Gene fusions and RNA trans-splicing in normal and neoplastic human cells


Chimeric gene products, most often resulting from chromosome translocations, have been considered unique features of cancer, or at least of cells at high risk for becoming cancerous. Chimeric JAZF1-JJAZ1 mRNA transcribed from DNA spanning the site of recombination in the (7;17)(p15;q21) chromosomal translocation found in half of endometrial stromal sarcomas and most cases of benign stromal nodules is one such example.  The recent finding that chimeric JAZF1-JJAZ1 mRNA can also be detected in normal endometrial stromal cells suggests that chimeric gene products are not limited to cancer or pre-cancerous cells.  The JAZF1-JJAZ1 mRNA and the protein encoded by it appear to be identical to that synthesized from the gene fusion in neoplastic cells.  In cultured cells, the chimeric protein has anti-apoptotic properties and is pro-proliferative when unrearranged JJAZ1 alleles are silenced, as they are in endometrial stromal sarcomas but not in the stromal nodules.  These observations are consistent with the conclusion that chromosomal rearrangements and gene fusions in neoplastic cells may represent mechanisms for the deregulated expression of chimeric gene products that are generated at specific stages in cell development and have physiologic functions in normal cells.  Furthermore, it may be possible that other means for abnormal production of chimeric gene products, such as hyperactive trans-splicing of RNA, may be another mechanism underlying the neoplastic properties of tumor cells.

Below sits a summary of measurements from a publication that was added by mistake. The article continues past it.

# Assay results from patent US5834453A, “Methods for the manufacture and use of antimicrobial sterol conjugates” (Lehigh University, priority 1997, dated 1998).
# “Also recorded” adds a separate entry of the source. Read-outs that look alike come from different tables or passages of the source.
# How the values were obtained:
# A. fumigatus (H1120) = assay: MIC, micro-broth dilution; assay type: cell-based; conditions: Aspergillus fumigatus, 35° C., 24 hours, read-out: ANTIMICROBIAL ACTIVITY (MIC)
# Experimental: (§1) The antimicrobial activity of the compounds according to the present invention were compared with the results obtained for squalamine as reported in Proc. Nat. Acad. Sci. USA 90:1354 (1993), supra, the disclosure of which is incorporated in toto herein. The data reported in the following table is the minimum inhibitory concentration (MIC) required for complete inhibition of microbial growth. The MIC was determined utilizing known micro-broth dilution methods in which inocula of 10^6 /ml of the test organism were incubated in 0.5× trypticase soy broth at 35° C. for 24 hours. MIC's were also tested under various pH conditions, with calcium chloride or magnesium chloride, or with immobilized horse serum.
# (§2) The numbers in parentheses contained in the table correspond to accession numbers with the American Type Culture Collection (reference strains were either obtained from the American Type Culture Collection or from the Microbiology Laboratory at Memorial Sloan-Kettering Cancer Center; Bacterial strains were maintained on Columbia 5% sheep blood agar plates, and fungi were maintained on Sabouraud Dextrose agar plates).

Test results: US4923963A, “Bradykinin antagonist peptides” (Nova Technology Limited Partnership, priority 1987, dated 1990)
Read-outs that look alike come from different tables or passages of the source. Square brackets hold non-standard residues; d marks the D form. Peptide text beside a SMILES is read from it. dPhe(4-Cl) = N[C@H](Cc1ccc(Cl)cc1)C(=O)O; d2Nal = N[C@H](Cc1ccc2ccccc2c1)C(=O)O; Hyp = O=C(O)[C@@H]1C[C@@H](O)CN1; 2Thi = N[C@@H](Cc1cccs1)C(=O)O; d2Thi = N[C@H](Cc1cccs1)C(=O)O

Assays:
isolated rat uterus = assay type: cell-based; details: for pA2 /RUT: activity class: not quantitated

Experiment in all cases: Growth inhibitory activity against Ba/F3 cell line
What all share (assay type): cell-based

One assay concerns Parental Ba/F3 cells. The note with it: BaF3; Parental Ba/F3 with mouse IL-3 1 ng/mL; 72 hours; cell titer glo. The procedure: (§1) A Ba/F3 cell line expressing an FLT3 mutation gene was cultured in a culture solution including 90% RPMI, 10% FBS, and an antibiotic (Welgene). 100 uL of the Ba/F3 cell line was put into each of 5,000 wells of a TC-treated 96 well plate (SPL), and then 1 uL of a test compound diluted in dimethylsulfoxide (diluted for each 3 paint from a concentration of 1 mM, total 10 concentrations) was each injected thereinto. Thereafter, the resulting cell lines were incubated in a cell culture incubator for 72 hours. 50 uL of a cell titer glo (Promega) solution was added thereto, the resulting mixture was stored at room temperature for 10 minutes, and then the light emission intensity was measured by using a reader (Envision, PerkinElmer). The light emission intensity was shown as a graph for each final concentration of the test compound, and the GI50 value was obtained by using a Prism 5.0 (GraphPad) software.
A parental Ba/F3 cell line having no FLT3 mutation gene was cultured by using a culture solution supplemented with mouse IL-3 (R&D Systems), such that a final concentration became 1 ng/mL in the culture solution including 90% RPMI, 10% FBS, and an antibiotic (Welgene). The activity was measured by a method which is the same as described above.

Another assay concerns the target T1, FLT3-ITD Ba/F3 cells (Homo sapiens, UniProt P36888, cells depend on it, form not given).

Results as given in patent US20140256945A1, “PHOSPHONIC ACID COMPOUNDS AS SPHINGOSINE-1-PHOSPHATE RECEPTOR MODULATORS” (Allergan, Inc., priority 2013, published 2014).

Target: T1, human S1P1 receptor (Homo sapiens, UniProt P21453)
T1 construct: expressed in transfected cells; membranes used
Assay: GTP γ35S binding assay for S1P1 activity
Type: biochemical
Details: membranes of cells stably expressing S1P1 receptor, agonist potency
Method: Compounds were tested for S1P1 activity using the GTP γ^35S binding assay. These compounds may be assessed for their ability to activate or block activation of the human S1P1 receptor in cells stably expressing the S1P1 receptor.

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Gene fusions and RNA trans-splicing in normal and neoplastic human cells